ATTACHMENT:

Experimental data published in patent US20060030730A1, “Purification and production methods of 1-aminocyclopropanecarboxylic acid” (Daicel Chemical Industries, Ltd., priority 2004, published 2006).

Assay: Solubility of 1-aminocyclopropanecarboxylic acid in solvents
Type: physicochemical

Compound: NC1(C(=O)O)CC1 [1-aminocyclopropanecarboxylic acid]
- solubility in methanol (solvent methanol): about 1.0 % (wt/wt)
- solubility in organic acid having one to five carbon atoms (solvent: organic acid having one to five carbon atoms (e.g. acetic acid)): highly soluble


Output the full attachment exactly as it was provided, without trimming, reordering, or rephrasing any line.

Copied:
Experimental data published in patent US20060030730A1, “Purification and production methods of 1-aminocyclopropanecarboxylic acid” (Daicel Chemical Industries, Ltd., priority 2004, published 2006).

Assay: Solubility of 1-aminocyclopropanecarboxylic acid in solvents
Type: physicochemical

Compound: NC1(C(=O)O)CC1 [1-aminocyclopropanecarboxylic acid]
- solubility in methanol (solvent methanol): about 1.0 % (wt/wt)
- solubility in organic acid having one to five carbon atoms (solvent: organic acid having one to five carbon atoms (e.g. acetic acid)): highly soluble